“If thou count me therefore a partner, receive him as myself.” (Philemon 17)
The “him” in our text verse is Onesimus, a servant to Philemon. Obviously, Onesimus had run away from Philemon, for verse 15 states, “For perhaps he therefore departed for a season.”
However, verse 11 relates that Onesimus had received the Salvation in Christ; “Which in time past was to thee unprofitable, but now profitable to thee and to me.” Therefore, Paul said he had sent Onesimus back to Philemon (Philemon 12). Paul asked Philemon to receive him back:
“Not now as a servant, but above a servant, a brother beloved, specially to me, but how much more unto thee, both in the flesh, and in the Lord?” (Philemon16)
Paul told Philemon if Onesimus owes you anything, then put it on my account, I will repay it. Then Paul adds, “Having confidence in thy obedience I wrote unto thee, knowing that thou wilt also do more than I say” (Philemon 21).
The reason Paul could say this about Philemon is that Paul knew him, “unto Philemon our dearly beloved, and fellowlabourer” (Philemon 1b). Paul further describes Philemon’s spiritual state in verses 5 and 7:
“Hearing of thy love and faith, which thou hast toward the Lord Jesus, and toward all saints” (Philemon 5)
“For we have great joy and consolation in thy love, because the bowels (hearts) of the saints are refreshed by thee, brother.”(Philemon 7)
Paul called Philemon “beloved” and “fellowlaborer.” Paul was saying, “You are my brother in Christ and you are serving Christ as I am in His Kingdom. Christ is our Master, Lord, and Head” – thus showing that Philemon was completely submitted to follow Christ in word and deed.
Paul also relates the proof that Philemon is a child of God and a servant of God, “that I have heard of your love and faith toward Christ and all saints.” That is, you love Christ above all and you walk by Faith, believing His Word. To further prove my belief in Philemon, you have refreshed the hearts of the saints, that by word and deed.
“But whoso hath this world’s good, and seeth his brother have need, and shutteth up his bowels of compassion from him, how dwelleth the love of God in him?” (1 John 3:17)
“My little children, let us not love in word, neither in tongue; but in deed and in truth.” (1 John 3:18)
“And hereby (by your words and deeds) we know that we are of the truth, and shall assure (persuade) our hearts before him.” (1 John 3:19)
Philemon is our example of a changed man. He had a servant to run off without permission, and it was unprofitable for Philemon. But now Paul tells Philemon that Onesimus has been saved, converted from darkness to light (and in Colossians 4:9, Paul calls Onesimus “a faithful and beloved brother.”) “Now Philemon, you must receive him back, not as a servant only, but as a fellow brother in Christ, even though he be in position to you as a servant.”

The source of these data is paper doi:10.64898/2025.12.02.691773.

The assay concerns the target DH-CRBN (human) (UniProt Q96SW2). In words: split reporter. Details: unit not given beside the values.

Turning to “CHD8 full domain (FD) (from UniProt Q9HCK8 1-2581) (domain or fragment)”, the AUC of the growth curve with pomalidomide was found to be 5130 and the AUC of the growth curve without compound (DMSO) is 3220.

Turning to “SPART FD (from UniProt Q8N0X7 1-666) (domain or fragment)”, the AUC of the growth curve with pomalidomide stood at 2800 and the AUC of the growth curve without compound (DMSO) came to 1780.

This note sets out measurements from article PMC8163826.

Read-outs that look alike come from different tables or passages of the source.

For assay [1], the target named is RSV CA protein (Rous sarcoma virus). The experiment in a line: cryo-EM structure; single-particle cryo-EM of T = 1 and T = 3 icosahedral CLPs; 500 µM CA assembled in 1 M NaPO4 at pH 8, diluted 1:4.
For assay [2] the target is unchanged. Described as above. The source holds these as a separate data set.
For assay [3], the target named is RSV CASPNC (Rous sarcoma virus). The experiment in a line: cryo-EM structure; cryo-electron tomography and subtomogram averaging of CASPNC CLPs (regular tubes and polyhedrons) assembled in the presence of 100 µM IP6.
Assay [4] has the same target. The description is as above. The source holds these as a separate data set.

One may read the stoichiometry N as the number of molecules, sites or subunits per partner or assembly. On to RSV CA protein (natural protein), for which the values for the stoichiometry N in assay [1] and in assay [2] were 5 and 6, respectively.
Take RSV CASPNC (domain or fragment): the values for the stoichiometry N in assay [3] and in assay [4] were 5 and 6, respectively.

Now, Philemon had to make a choice. The questions facing Philemon and us are: What would Christ do? What does Christ require of us when faced with receiving one back into our fellowship that did hurt to us by separating from us; had become unprofitable to us; had cost us?
The challenge is not to what Onesimus would do in coming back to Philemon. No, the test was upon Philemon. What would he do? How would he react? How would he treat Onesimus?
Christians have a testimony of love and compassion, but you may face a test of forgiving someone at this present time that is greater than you can bear; your hurt may be great; your pain may be unbearable. Your thoughts may be, “It is not my fault. I did not do anything to cause this situation. And yet I am called on to forgive, to forget, to receive back, and to restore.” Philemon may have even thought, “Onesimus is but a servant, and now Paul tells me to forgive him and receive him as ‘a brother beloved’ even though he was still in the position of a servant.”
Yes, if you have been changed inwardly from darkness to light, made to love God; then really you have no choice but to love those who profess Christ as Savior. You cannot have respect of persons (show partiality or favoritism) in any way; no, not because of physical traits, gender, nationality or what their past was.
God commanded Ananias His servant to go and lay hands on Saul that he might receive his sight (Acts 9:10-22). Ananias answered God by saying (verse 13), “Lord, I have heard by many of this man, how much evil he hath done to thy saints at Jerusalem.” And Saul has come to do the same here in Damascus to Your saints. Here Ananias was presented with a choice to obey God or his own selfish fear. God told Ananias (verse 15), “Go thy way: for he is a chosen vessel unto me, to bear my name before the Gentiles, and kings, and the children of Israel.”
What was Ananias to do? He did not owe Saul any compassion. Why help this murderer? And yet Ananias was a servant of God; a man of God; a disciple of Christ. Therefore his only choice was to walk by Faith believing God’s Word of what God had for Saul to do for His Name’s sake.
Ananias obeyed God and the rest is history (Acts 9:17-22).
Child of God, do we really have a choice, since we are born-again children of God, recipients of the Grace and Mercy of God?
Having been given mercy, can we do less than follow Christ and show mercy, with the end forgiveness to those who have wronged us? No, we cannot. We must do as Philemon, and even more. Not only forgive, but extend Christ’s love to the forgiven in all areas of life. It is not a matter of position of employment; it is a matter of an attitude of the inner man of Charity toward another that is to be received and forgiven.
The Book of Philemon is a very small Book in God’s Word. But the message it proclaims is powerful and is all-important:
“Beloved, if God so loved us, we ought also to love one another…If we love one another, God dwelleth in us, and his love is perfected in us. Hereby know we that we dwell in him, and he in us…” (1 John 4:11-13)